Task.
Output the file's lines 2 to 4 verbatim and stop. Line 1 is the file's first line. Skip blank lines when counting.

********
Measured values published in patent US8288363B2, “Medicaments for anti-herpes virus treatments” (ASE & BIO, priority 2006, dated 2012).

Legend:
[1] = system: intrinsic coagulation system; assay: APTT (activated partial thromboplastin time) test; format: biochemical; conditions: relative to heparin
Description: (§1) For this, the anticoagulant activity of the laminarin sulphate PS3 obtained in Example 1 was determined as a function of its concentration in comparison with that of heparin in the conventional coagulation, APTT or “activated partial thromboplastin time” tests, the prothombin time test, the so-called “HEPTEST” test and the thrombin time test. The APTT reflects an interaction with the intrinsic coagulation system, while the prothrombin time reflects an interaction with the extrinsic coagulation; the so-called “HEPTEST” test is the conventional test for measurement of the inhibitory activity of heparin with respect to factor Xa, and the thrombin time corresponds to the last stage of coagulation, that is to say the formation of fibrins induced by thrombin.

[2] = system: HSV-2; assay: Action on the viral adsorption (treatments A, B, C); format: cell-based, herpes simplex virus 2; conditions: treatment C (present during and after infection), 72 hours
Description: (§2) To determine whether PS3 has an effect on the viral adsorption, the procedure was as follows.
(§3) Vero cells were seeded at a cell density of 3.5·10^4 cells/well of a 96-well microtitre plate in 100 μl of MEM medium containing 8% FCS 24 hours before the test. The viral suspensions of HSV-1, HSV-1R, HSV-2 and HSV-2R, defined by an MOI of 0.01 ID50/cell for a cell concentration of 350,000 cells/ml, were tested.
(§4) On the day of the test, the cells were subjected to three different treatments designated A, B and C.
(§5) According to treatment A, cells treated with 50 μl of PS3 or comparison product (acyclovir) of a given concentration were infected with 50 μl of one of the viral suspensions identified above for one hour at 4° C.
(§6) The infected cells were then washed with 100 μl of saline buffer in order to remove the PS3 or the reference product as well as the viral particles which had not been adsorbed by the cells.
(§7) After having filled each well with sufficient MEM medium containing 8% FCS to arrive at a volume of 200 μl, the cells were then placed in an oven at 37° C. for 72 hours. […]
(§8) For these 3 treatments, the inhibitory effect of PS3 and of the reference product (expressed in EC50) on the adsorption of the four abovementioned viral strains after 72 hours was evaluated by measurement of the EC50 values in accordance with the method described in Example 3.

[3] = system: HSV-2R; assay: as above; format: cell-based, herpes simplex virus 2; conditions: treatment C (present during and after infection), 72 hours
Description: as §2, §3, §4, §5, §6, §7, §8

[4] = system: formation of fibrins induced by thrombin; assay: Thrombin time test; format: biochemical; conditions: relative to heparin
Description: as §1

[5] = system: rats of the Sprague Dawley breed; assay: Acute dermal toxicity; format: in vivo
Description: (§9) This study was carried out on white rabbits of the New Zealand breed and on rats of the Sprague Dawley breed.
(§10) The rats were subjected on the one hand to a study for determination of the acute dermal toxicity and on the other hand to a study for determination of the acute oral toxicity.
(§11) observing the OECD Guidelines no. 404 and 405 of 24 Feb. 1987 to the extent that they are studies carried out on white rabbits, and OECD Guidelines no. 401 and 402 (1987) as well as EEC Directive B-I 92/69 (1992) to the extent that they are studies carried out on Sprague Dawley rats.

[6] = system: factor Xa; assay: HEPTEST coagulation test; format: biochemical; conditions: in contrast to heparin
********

Legend:
[1] = system: intrinsic coagulation system; assay: APTT (activated partial thromboplastin time) test; format: biochemical; conditions: relative to heparin
Description: (§1) For this, the anticoagulant activity of the laminarin sulphate PS3 obtained in Example 1 was determined as a function of its concentration in comparison with that of heparin in the conventional coagulation, APTT or “activated partial thromboplastin time” tests, the prothombin time test, the so-called “HEPTEST” test and the thrombin time test. The APTT reflects an interaction with the intrinsic coagulation system, while the prothrombin time reflects an interaction with the extrinsic coagulation; the so-called “HEPTEST” test is the conventional test for measurement of the inhibitory activity of heparin with respect to factor Xa, and the thrombin time corresponds to the last stage of coagulation, that is to say the formation of fibrins induced by thrombin.